“A big step forward” - the GWCT response to the new Agriculture Bill

The announcement of a new Agriculture Bill marks a considerable change in the way farming is viewed in UK policy. The recognition of soil as a public good – and the inclusion of support for those ensuring a healthy soil – is hugely significant.

For over 25 years research at our Allerton Project demonstration farm has driven the understanding of soil health and practical steps that could improve it on a national level, but widespread success has always been dependent on a policy commitment to these aims. This announcement should mark the end of a long campaign for farmers to be supported in protecting this precious national resource. In recent years we have argued the case for a commitment to soil health in the halls of Westminster, on the stage of farming conferences and throughout the farming press, so this is a substantial step forward. 

A structured focus on food security is also an incredibly welcome addition to the Bill. With the responsibility placed on farmers to deliver biodiversity, their role in feeding our nation is often taken for granted. Over half the food we eat is produced in the UK – be it your morning bowl of cereal or the meat and vegetables in your Sunday roast – and British produce provides a key component of our exports.

Regular monitoring will help both farmers and policymakers to react to a changing landscape, be it climate change and weather conditions affecting yields or consumer demands influencing supply. This also reflects the Bill’s move towards an integrated view of agriculture and the environment. Farmers and conservationists have both been frustrated by a history of what is produced in Britain’s countryside and the wildlife that same area supports being treated in isolation. Hopefully an understanding of the way both aspects go hand-in-hand will be reflected in future policy decisions.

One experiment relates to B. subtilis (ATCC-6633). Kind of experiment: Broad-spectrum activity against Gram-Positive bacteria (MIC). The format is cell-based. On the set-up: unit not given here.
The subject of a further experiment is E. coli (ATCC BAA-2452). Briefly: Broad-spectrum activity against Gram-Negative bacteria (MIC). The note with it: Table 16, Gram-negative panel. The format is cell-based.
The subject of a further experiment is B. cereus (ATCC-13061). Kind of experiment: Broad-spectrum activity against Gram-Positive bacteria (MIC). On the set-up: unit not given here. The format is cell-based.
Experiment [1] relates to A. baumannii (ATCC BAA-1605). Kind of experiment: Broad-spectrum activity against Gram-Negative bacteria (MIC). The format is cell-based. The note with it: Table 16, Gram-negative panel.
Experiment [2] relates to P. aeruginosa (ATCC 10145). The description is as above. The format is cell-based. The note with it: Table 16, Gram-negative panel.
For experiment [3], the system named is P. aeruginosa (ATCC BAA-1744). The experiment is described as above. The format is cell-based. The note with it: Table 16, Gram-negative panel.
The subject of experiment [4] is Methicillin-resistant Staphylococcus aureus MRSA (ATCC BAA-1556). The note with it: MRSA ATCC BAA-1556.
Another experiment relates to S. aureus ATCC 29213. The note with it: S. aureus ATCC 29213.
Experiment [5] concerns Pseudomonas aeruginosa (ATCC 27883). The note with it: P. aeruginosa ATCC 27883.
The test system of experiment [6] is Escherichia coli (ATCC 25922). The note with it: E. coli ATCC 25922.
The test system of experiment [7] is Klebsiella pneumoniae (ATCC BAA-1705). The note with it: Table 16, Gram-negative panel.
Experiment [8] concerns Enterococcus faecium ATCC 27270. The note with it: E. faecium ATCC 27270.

Whilst a big step forward, there are ways this Bill could be bolder and braver. We are told that it will help farmers contribute to the government’s commitment to reach net zero emissions by 2050. This is a little restrained and we would like to see farmers at the heart of the way forward.  

Those farmers whose effort and innovation have already produced a haven of wildlife, healthy soil or sustainable yields will also be concerned at the focus on “farmers new to environmental work or hoping to do more”. We must encourage as many farmers as possible to ensure responsible use of the landscape, but what of those already achieving it? How will those Working Conservationists recognised by the GWCT be rewarded for their continued delivery of the government’s aims? We will only truly know once new policy is in place, but we will be monitoring this carefully.

Those farmers who chose to resist government grants to take out hedges in the 1970s were overlooked when others were incentivised for restoring them two decades later. We must be careful not to dismiss those whose passion has helped species recovery or increased biodiversity and continues to do so. 

The importance of this bill cannot be overstated. As we prepare for life outside of the Common Agricultural Policy, the opportunity to reshape British farming will affect not only the livelihoods of hundreds of thousands of farmers, but the food on your plate and the climate and wildlife that depends on the farmed environment.  

We look forward to working with Defra on the implementation of the Bill and welcome any feedback from those it is likely to effect and hope, as I’m sure do our members and the farming community, that this heralds a big step forward for agriculture and the environment in Britain. 

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